From shrimp on the barbie to plank-grilled salmon, all the recipes you need to serve a seafood treat from the grill.
Photo: Iain Bagwell, Recipe: Cynthia Nims
This recipe is for those who love their tuna on the very rare side—feel free to cook the fish a bit longer, according to your taste. If you prefer, you can quickly sear the tuna in a skillet over medium-high heat instead of grilling.
Photo: Greg Dupree
This quick taco filling is perfect for weeknight dinners—or last-minute weekend get-togethers. Scallops bring their own unique flavors to the dish, and charred corn pico and a smashed avocado spread make perfect accompaniments.
Pro tip: Be careful grilling the corn and the scallops—you want them to be slightly charred, but there’s a fine line between charred and roasted to a crisp. They cook quickly, so keep an eye on them the whole time they’re on the grill.
Photo: Jennifer Davick
Salmon pairs beautifully with fresh vegetables. This unique take on a light salad brings together crisp asparagus spears, yellow cherry tomatoes, and peppery arugula to create a well-balanced partner to tender salmon fillets. But you don’t have to stop there. Consider adding other spring vegetables such as sugar snap peas, favas, artichoke hearts, and radishes to this almost-too-pretty-to-eat salad.
Photo: Iain Bagwell; Styling: Lindsey Ellis Beatty; Food Styling: Kellie Gerber Kelley
Whether farmed or wild, the key for grilling whole fish is to choose one that weighs about 2 pounds, give or take—though it's better to err on the larger side. First, remove the scales and nip off the fins. This is known as "dressing" a fish, and is a task that any good fishmonger will be happy to do for you. A thick marinade not only seasons the fillets with the flavors of herbs and garlic, but also provides a protective layer that will help prevent the fish from sticking to the grill. Reserve any unused marinade to spoon over the finished dish as a fresh, aromatic sauce. To enjoy, flake the succulent meat away from the bones with a fork—it’s that simple.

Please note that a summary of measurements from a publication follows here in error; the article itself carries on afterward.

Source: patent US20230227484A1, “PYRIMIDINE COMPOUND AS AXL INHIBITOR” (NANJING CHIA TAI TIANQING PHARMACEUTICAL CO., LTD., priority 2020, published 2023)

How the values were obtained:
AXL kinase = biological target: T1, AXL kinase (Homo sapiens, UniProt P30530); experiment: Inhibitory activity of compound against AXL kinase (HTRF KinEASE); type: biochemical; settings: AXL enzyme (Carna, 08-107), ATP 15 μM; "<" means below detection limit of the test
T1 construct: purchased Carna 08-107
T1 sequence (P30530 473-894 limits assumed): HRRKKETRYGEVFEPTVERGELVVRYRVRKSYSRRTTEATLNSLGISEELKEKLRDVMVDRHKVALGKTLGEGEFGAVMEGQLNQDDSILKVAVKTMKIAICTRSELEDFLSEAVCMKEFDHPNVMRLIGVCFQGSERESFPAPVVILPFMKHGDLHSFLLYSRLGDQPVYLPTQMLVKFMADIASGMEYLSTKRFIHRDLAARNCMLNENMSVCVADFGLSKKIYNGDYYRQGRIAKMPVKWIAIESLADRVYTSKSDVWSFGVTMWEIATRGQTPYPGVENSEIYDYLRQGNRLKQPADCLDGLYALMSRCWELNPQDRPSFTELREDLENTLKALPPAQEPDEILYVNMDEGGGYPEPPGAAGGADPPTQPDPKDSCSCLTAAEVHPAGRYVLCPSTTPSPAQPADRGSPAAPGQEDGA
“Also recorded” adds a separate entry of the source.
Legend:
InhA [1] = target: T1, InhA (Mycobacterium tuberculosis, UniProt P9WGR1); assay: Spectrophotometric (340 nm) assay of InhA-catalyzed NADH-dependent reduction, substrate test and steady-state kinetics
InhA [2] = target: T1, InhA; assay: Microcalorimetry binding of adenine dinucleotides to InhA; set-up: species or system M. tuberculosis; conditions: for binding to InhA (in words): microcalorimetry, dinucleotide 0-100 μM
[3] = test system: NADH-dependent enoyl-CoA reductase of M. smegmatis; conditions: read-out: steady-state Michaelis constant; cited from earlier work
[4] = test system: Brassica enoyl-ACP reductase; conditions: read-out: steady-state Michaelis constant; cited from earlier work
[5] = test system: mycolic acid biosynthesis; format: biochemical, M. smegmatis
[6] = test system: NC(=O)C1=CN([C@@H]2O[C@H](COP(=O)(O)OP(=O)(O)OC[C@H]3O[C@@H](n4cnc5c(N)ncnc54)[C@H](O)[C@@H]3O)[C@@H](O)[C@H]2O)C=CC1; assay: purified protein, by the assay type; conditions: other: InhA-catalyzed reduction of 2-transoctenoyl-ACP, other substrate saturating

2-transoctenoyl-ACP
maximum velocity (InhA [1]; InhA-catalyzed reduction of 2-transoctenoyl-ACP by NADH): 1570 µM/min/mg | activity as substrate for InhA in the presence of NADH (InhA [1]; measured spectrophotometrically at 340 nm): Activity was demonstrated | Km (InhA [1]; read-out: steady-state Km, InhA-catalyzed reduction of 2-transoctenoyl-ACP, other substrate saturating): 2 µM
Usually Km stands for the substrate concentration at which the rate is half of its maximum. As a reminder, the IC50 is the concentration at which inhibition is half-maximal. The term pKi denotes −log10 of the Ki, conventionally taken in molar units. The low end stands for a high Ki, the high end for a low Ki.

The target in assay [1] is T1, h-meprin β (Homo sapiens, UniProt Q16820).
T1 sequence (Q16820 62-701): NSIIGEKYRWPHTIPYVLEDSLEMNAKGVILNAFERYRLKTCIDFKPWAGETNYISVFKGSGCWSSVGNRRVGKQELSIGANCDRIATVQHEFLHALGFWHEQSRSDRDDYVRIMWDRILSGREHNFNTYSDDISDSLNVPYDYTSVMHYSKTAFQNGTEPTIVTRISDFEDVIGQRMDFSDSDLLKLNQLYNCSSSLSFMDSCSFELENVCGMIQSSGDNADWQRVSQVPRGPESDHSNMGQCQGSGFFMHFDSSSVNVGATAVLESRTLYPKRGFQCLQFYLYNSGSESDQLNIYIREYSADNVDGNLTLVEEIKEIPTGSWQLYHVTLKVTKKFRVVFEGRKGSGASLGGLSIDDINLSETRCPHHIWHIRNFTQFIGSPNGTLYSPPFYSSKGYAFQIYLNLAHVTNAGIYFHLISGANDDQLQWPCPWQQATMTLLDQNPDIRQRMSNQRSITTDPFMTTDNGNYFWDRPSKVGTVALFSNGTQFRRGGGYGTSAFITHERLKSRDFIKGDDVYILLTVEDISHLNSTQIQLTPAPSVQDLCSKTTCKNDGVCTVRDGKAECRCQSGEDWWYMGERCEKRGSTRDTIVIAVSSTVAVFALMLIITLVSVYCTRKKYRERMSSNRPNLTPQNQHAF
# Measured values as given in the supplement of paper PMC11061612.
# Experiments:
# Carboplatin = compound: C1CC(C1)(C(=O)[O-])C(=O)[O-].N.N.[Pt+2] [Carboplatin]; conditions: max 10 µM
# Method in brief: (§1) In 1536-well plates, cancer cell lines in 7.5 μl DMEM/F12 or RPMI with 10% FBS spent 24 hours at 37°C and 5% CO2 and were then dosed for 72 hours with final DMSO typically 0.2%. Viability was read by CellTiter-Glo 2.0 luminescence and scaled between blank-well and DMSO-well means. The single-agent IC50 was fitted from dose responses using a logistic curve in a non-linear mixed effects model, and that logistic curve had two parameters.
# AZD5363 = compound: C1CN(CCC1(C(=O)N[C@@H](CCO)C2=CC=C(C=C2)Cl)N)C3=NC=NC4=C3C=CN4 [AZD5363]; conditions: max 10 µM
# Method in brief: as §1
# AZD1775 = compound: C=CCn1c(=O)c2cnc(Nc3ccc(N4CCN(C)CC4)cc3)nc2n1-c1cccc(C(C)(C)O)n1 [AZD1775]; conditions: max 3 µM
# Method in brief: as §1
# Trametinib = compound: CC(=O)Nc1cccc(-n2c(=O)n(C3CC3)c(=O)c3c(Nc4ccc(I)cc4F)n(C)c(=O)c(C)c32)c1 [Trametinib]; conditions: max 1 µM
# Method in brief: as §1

Photo: Luca Trovato, Recipe: Jackie Mills, R.D.
If using frozen berries, discard any that have become super-soft after defrosting. The dried, sweetened variety will work fine, too.
Photo: Howard L. Puckett, Recipe: Julia Dowling Rutland
Any seafood tastes great paired with this simple cucumber-tomato relish―just buy your favorite. If you choose a thin fillet such as flounder, place on heavy-duty aluminum foil to keep the fish intact while grilling.
Photo: Buff Strickland, Recipe: Ali Berlow
Most clams at seafood markets are clean, but if you dig your own, soak for several hours in a bucket of salt water (about 1/4 cup salt per gallon) to help rid the shells of sand and dirt.
- Recipe: Basic Grilled Clams
Photo: Iain Bagwell, Recipe: Cynthia Nims
The robustly flavored sauce gets its inspiration from olives, tomatoes, and fresh thyme, but is simple to prepare. When the topping is this bold, go with a simple grilled technique for the fish.
Photo: Becky Luigart-Stayner, Recipe: Julia Rutland
This quintessential summer soup is one of Spain's most successful culinary exports. Topped with shrimp, it becomes hearty enough for an entrée, and best of all, it takes only minutes to prepare in a food processor.
- Recipe: Grilled Shrimp Gazpacho
Photo: Tara Sgroi, Recipe: Clark Frasier and Mark Gaier, Arrows Restaurant, Ogunquit, Maine
Cooking the entire meal on the grill saves time and makes clean-up a breeze.
Photo: Fran Gealer, Recipe: Michael McCarty, Welcome to Michael's
They key to this meal is to use the best ingredients you can find. But if fresh fava beans are unavailable, substitute 8 ounces of the frozen, shelled variety.
Photo: Quentin Bacon, Recipe: Rebecca Charles, Pearl Oyster Bar, New York, New York
When choosing a lobster, look for specimens that are active in the tank. Don't worry about marks or pocks on the exterior--shell flaws don't affect the quality of the meat.
Photo: Becky Luigart-Stayner, Recipe: Jamie Purviance
Photo: Howard L. Puckett
For easier turning on the grill and added rosemary flavor, use two rosemary sprigs as each skewer.
- Recipe: Diver Scallops on Rosemary
Photo: Jean Allsopp, Recipe: Jackie Mills, R.D.
To keep fish from sticking, make sure your grill grates are clean, then lightly coat them with cooking spray before placing them over heat. Cook thin fillets skin-side down to keep the fish moist and in one piece. For thicker fillets, which require a longer cooking time, sear flesh-side first, then flip. When the fish is done, it's easy to lift the skin away from the flesh with a spatula.
Photo: Becky Luigart-Stayner, Recipe: David Bonom
Spicy Jamaican jerk seasoning gives this grilled shrimp recipe a hot kick. Pair with our Caribbean-inspired mango salsa to help cool your taste buds.
Photo: Jean Allsopp
Chipotle Tartar Sauce is an easy variation on classic tartar sauce and would also be tasty with French fries or crab cakes. Chipotle peppers (dried, smoked jalapeños) in adobo sauce add full, smoky flavor.
Photo: Fran Gealer
Grilling oysters over high heat saves you the trouble of shucking them first, since the intense heat forces the shells open on their own.
- Recipe: Grilled Oysters